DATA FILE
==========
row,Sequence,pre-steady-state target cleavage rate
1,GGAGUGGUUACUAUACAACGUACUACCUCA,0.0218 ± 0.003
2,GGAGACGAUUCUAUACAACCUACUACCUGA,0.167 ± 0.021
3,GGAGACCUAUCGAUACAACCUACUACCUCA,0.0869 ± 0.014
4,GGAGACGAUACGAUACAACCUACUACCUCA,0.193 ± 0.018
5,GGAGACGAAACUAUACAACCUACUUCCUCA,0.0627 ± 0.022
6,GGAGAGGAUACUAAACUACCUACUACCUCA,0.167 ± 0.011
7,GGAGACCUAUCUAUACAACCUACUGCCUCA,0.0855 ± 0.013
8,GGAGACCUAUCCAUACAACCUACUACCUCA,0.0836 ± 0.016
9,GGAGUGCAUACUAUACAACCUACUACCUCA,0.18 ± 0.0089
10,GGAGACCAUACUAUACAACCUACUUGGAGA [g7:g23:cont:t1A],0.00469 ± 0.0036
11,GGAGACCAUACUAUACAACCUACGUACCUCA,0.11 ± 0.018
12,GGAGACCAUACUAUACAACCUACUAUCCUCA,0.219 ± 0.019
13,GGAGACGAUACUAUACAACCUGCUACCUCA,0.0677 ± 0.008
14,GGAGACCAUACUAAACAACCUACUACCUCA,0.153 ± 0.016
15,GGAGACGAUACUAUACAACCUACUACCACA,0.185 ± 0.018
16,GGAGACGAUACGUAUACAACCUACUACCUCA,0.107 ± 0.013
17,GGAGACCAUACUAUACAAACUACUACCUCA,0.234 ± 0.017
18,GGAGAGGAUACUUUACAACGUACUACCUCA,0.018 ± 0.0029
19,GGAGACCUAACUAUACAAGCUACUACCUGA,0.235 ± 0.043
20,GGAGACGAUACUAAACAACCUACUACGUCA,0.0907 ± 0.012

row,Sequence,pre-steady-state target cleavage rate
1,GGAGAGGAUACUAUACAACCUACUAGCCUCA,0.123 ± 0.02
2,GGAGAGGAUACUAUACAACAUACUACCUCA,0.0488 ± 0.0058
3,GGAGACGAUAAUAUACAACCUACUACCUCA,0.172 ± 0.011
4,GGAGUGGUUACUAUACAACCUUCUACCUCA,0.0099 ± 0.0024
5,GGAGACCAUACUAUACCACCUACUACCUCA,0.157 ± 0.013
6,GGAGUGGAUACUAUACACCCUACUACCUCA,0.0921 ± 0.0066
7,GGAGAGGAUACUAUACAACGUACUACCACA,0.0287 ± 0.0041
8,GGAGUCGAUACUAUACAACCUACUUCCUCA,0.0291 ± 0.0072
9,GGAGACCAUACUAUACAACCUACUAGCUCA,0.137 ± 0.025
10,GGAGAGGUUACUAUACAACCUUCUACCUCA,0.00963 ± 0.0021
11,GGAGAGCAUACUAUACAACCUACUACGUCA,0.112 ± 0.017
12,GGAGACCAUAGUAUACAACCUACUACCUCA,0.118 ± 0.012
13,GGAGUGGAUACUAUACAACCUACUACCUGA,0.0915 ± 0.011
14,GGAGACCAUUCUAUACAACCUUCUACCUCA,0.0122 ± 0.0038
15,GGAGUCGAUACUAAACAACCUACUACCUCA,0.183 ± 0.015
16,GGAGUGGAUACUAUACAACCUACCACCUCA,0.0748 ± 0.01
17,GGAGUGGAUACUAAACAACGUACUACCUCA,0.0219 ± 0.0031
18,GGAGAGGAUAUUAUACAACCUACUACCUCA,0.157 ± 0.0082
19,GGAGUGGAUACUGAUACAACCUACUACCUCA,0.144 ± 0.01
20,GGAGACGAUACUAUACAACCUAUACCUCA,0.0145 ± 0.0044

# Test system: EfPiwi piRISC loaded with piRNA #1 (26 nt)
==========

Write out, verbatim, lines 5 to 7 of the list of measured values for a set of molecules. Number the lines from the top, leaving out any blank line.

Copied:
4,GGAGACGAUACGAUACAACCUACUACCUCA,0.193 ± 0.018
5,GGAGACGAAACUAUACAACCUACUUCCUCA,0.0627 ± 0.022
6,GGAGAGGAUACUAAACUACCUACUACCUCA,0.167 ± 0.011